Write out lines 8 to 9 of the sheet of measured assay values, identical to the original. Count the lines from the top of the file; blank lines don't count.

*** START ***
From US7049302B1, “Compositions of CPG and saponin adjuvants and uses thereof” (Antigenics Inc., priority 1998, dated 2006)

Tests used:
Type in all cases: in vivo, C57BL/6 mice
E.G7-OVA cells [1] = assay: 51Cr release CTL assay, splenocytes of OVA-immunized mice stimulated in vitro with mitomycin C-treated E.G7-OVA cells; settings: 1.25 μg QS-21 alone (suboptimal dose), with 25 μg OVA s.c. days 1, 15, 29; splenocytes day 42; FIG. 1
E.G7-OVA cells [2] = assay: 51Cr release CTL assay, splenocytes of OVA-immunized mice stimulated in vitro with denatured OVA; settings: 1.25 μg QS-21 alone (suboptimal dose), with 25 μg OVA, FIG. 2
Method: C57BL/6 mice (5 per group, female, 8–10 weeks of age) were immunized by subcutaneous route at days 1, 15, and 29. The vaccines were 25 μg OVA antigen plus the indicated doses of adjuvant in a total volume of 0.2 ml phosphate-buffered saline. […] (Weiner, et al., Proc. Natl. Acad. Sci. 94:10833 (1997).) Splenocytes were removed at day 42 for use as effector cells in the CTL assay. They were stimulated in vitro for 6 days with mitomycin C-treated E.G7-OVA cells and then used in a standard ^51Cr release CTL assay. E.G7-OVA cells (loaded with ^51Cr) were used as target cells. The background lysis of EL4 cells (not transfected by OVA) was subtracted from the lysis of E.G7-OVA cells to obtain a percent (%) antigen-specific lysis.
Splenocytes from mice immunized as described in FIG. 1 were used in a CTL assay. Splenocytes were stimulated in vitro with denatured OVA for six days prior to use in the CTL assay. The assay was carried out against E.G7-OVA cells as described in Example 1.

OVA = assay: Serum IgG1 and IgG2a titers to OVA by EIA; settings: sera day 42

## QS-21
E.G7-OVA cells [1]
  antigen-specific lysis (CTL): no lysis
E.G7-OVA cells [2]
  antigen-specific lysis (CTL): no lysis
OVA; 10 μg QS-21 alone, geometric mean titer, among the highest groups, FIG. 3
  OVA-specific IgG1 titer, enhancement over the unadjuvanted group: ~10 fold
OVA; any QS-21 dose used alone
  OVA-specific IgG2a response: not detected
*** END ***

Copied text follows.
OVA = assay: Serum IgG1 and IgG2a titers to OVA by EIA; settings: sera day 42

## QS-21